Holiday Ring-Up Relies On Wrung-Out Shoppers

10/31/2011


For many U.S. retailers, the holiday season is shaping up as a trudge through snow. Industry researcher ShopperTrak sees retail sales rising 3% during the holidays, on top of 4% growth last year. Shipping giant FedEx ($18; FDX) also projects overall retail sales growth of no more than 3% for the season, though it expects a 12% increase in shipments between Thanksgiving and Christmas because more shoppers are ordering online.

Modest sales growth is certainly better than the 2.8% decline seen in 2008. But retailers have not forgotten 2008, when many got stuck with excess inventory. Since then, stores have tried to lean up their supply chains. In addition, jitters regarding a second downturn may have prompted retailers to place conservative orders. Of course, if retailers underestimate demand, they run the risk of lost sales.

Last year, consumers tended to favor stores that sold necessities rather than discretionary items. That trend could repeat this year. High unemployment and rising gasoline prices are among the factors keeping shoppers conservative. With fewer opportunities to convert browsers into buyers, stores may resort to aggressive promotions, squeezing profit margins already pressured by rising costs.

The holiday season means a lot for both retailers and the overall U.S. economy. November and December generate nearly 20% of the retail sector's annual sales but account for 25% to 40% of sales for many individual retailers. And with personal consumption accounting for more than 70% of U.S. gross domestic product, any holiday slowdown could presage trouble reaching far beyond retailers.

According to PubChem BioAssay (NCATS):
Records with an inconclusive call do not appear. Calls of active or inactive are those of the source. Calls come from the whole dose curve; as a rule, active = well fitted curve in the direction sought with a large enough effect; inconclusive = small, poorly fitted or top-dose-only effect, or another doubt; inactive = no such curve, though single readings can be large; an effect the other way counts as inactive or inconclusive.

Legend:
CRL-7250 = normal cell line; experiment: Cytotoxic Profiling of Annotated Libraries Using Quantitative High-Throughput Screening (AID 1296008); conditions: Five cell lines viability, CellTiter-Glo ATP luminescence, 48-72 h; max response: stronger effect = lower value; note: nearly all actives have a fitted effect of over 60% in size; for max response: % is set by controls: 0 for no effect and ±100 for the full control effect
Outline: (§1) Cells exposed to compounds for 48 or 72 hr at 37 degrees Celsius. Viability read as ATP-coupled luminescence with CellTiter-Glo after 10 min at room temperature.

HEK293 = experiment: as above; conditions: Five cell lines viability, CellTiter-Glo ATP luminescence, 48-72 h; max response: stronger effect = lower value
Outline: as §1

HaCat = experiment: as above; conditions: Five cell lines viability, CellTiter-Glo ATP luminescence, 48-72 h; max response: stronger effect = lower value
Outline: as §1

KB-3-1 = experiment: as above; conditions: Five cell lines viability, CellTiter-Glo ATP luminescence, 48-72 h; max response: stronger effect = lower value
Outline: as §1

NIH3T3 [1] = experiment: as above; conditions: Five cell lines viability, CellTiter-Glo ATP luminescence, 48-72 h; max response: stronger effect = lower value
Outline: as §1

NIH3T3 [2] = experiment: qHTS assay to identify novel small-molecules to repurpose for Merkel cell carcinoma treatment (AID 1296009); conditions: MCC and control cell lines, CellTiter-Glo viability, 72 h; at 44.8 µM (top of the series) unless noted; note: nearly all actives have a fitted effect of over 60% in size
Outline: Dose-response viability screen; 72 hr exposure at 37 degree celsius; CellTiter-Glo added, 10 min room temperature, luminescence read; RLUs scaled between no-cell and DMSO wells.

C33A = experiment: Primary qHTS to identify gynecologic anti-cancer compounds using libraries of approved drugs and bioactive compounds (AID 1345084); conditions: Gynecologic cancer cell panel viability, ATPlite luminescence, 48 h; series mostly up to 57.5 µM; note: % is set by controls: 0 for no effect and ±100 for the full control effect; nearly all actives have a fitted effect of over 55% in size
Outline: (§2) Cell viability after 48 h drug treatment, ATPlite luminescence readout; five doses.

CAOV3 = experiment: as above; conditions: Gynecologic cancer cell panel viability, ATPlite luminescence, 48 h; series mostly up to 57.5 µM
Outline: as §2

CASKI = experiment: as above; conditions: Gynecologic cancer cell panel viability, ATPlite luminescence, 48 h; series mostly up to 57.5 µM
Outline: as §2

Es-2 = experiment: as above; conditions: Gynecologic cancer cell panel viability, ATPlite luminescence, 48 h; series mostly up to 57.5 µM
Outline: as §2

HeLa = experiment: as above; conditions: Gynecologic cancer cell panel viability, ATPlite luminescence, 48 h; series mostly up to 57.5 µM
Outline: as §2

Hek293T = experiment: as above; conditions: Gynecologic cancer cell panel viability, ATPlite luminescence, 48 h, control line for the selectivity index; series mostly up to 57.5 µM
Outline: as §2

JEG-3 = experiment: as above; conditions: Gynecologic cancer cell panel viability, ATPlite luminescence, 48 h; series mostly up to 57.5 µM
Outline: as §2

Several signals point to muted expectations:

• Consumer confidence has declined markedly since the summer, with the Conference Board's sentiment index reaching a two-year low in October. And though consumption spending rose in August, incomes fell for the first time since October 2009. Paychecks are crucial to consumer spending, as credit has become more difficult to obtain.

• U.S. ports and railroads haven't seen the usual spike in volume leading up to the holiday season. The last time shippers failed to see a preholiday peak was recession-marred 2008.

• Many retailers expect only a modest bump in holiday hiring from last year, with fewer headcount additions than those in prerecession periods.

• Vacancy rates at U.S. malls have soared to 9.4%, the highest level since 2000, when real-estate researcher Reis began tracking such data.

We currently recommend four retailers for purchase, all capable of excelling even during a lackluster holiday season. Advance Auto Parts ($64; AAP) and AutoZone ($328; AZO) don't typically see a holiday sales bump, and Wal-Mart Stores ($57; WMT) is less economically sensitive than many rivals because of its focus on food and other staples. Bed Bath & Beyond ($61; BBBY) has managed solid growth over the last few years, while many rivals have not delivered.

DISCOUNTERS PACE RETAIL GROUP'S SALES GROWTH
Sales in stores open for at least one year rose 5.1% in September, based on an index of 23 retailers tracked by Thomson Reuters. The discount group has been consistently strong, with same-store-sales growth exceeding the overall index's growth in 15 consecutive quarters. Total retail sales rose in the first two weeks of October, helped by cooler weather and the launch of Apple's ($398; AAPL) iPhone 4S, according to ShopperTrak.
Same-Store-Sales Growth (%)
Retail Group
9/11
8/11
7/11
6/11
5/11
4/11
3/11
2/11
1/11
12/10
11/10
10/10
Discount
8.6
7.8
7.1
9.0
7.8
12.1
3.9
4.9
5.2
3.4
7.1
3.8
Department
3.7
1.8
3.4
5.7
3.8
9.0
(0.5)
5.3
2.0
4.7
6.6
0.2
Apparel
2.9
1.0
1.9
4.9
1.1
9.6
(0.9)
3.1
4.5
1.3
5.6
2.2
Teen/Child
6.2
6.3
6.8
6.5
4.5
12.6
3.3
4.0
(2.0)
1.8
9.0
0.1
Drug
2.5
2.5
2.5
3.9
1.3
2.5
2.0
2.4
4.5
2.1
(1.3)
(1.4)
Total
5.1
4.4
4.4
6.5
4.9
8.9
1.7
4.2
4.2
3.1
6.0
1.6

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